Sometimes Nature Gets a Bit Too Near


November 18, 1991|By PETER A. JAY

HAVRE DE GRACE — Havre de Grace. - The other morning not too long after daybreak I was out checking fences when I startled a red-tailed hawk feeding on the ground in my neighbor's field. When I got a little closer I saw the hawk had been eating the remains of a sheep.

The sheep hadn't been slashed and worried to death, and then abandoned. It had been consumed, leaving only scraps for the hawk, and for the buzzards that would be along later. Most pasture-killed sheep in Maryland are done in by dogs, killing for fun. I knew right away that this was the work of a coyote, killing for food.

Josh Sandt, an upland wildlife specialist with the Maryland Department of Natural Resources, says that coyotes have been seen occasionally in Maryland for more than 20 years. But I had never heard of them around here until Dan Curry over on Cooley Mill Road the other side of Level trapped one three or four years ago.

Now, as was probably inevitable, they're becoming part of our local landscape. Last spring a female was seen with a litter of pups. A friend of mine, in a tree bowhunting for deer on my place, saw two adults this fall close enough to be certain what he was looking at. And a couple of weeks ago, on a spooky-looking night with a bright moon and patches of drifting fog, I heard coyotes howling.

On the whole, I was pleased to have them around. They eat groundhogs, a public-spirited activity, and seem to have slightly reduced the deer population, which in my view is also commendable.

Whether they have killed deer or just intimidated them I don't know, but I had significantly less deer damage this year to my corn and alfalfa. Mr. Sandt of the Department of Natural Resources says that in parts of the Midwest, coyotes, by picking off fawns, have made real inroads in the fast-breeding deer population, which otherwise has no enemies except humans. Deer are thick hereabouts, and I told my deer-hunting friends that when in my woods they shouldn't even think about shooting a coyote.

That was before I saw Gina and Terry Stancill's coyote-killed sheep, and before I learned that other sheep had been killed in the neighborhood. Sheep, which suit the kind of part-time farming popular in the farther suburbs, are on the increase in Maryland. The sheep-raisers are not as pleased as I had been about the advent of Mr. Coyote.

All this raises some knotty philosophical and, perhaps, political questions. We don't need to encourage Mr. Coyote; he'll do fine without our encouragement. But do we want to be neutral toward him, or try to run him out? And if the latter, how to go about it?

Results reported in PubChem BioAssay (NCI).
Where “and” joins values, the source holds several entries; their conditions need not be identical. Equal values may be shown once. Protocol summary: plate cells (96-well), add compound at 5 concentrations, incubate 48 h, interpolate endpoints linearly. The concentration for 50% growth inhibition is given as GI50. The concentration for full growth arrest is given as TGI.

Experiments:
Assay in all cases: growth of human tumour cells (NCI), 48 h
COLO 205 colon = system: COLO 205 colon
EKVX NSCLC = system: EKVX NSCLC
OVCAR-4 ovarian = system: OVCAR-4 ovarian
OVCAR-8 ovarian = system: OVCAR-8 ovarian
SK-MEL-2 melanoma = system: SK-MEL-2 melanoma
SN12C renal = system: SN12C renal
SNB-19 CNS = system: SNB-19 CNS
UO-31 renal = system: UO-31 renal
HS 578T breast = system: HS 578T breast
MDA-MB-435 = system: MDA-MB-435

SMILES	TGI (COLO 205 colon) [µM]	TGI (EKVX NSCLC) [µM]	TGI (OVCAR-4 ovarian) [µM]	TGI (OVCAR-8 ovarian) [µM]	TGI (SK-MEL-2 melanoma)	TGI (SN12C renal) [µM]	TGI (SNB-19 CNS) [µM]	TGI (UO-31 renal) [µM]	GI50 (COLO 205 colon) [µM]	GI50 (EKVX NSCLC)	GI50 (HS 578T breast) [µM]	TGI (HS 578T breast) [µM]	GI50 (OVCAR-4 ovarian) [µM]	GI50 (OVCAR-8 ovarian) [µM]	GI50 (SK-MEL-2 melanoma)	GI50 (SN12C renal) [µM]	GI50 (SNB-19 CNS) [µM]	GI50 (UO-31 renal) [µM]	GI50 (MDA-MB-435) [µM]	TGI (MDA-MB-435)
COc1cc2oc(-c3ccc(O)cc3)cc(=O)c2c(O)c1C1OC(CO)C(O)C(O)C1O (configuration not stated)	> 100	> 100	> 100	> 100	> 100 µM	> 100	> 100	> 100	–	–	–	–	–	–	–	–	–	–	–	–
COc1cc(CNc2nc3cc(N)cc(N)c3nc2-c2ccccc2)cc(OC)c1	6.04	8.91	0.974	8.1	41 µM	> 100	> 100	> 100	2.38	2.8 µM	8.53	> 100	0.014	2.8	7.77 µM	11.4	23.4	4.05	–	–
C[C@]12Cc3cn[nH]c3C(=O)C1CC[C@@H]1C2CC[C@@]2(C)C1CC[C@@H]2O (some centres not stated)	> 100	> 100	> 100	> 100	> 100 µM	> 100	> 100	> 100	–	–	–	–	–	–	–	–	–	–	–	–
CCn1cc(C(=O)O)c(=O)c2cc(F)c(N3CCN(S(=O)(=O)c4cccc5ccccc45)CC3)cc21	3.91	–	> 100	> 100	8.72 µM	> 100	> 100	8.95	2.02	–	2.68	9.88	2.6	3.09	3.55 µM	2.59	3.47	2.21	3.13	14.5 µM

Out west, he's clearly Canis non grata. There's a bounty on his head, and he's poisoned, trapped, shot and hunted with dogs. But he flourishes anyway. The Maryland General Assembly, if pressured by the sheep lobby, might pass coyote-control laws, but there's no reason to believe they'd be any more effective than Wyoming's.

Personally, I'm torn. The environmentalist in me says the coyote is moving into a niche in Maryland where a predator is needed, and he ought to be left alone for a while to see what happens. But the cattleman in me looks ahead to February, when my calves will start coming, and wonders if they won't be mighty vulnerable out there in that hilly pasture field that backs up to the woods.

A bird magazine I read touched off quite a ruckus this year by printing a photograph of a blacksnake gobbling up a nest of baby birds, robins as I recall. Some readers canceled their subscription. Others demanded to know how the photographer could have stood by while such an outrage was occurring. A few made tentative comments about the harsh realities of Nature, red in tooth and claw.

The plain fact is, Nature is pretty bloody, and some of her most wondrous creatures -- I'm not referring to Homo sapiens -- are the bloodiest. Tyrannosaurus Rex and the sabertooth are gone, the lions and grizzlies are going, but plenty of smaller killers remain, and what they do day in and day out is cruel, uncouth, and possibly illegal.

Ever see a sharp-shin hawk knock down and eat a cardinal? Not pretty, but efficient and beautiful. A world without sharp-shins would be a lesser world. And by the same token, a countryside with coyotes in it is a richer place than one without.

In Indian legend, Coyote was a savvy and engaging trickster, though occasionally -- like that other trickster, Brer Rabbit -- too smart for his own good. But even when he got himself in deep trouble, he always managed to get out. And he still does. That's how he's managed to populate most of the United States, even congested little places like Maryland.

I guess, if he goes on killing sheep in my neighborhood, I'll tell the deer hunters that if they get him in their sights they can shoot. And when the calves start coming this winter I might carry a gun in the truck. But if I get a chance to use it, I just might not do so. It all depends.

Note: Two weeks ago, a column of mine referred to my seeing ''scooters'' on the Chesapeake. Typographical error. Believe it or not, I can tell a scooter from a scoter, as well as a hawk from a handsaw.

Peter A. Jay's column appears on alternate Mondays.

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